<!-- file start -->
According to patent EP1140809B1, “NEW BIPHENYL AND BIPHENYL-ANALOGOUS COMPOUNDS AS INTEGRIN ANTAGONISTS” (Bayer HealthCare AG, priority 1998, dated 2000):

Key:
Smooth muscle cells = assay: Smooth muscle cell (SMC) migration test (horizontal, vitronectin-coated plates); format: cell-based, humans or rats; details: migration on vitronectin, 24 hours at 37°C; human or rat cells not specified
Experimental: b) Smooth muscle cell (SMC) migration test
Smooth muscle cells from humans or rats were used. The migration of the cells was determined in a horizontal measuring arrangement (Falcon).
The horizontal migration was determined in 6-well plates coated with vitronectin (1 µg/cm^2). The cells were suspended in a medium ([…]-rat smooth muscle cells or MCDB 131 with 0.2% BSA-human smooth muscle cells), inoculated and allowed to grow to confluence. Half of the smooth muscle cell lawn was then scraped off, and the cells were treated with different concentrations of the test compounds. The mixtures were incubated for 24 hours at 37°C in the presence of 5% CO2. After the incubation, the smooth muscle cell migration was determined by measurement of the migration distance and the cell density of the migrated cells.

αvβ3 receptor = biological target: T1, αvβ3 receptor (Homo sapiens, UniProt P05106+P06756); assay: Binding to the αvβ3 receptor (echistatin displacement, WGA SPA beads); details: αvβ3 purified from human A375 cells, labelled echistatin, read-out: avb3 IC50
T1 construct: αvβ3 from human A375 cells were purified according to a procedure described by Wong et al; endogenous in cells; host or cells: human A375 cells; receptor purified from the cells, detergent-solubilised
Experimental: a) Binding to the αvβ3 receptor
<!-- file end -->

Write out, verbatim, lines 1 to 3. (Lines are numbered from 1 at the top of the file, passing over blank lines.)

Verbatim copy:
According to patent EP1140809B1, “NEW BIPHENYL AND BIPHENYL-ANALOGOUS COMPOUNDS AS INTEGRIN ANTAGONISTS” (Bayer HealthCare AG, priority 1998, dated 2000):

Key:
Smooth muscle cells = assay: Smooth muscle cell (SMC) migration test (horizontal, vitronectin-coated plates); format: cell-based, humans or rats; details: migration on vitronectin, 24 hours at 37°C; human or rat cells not specified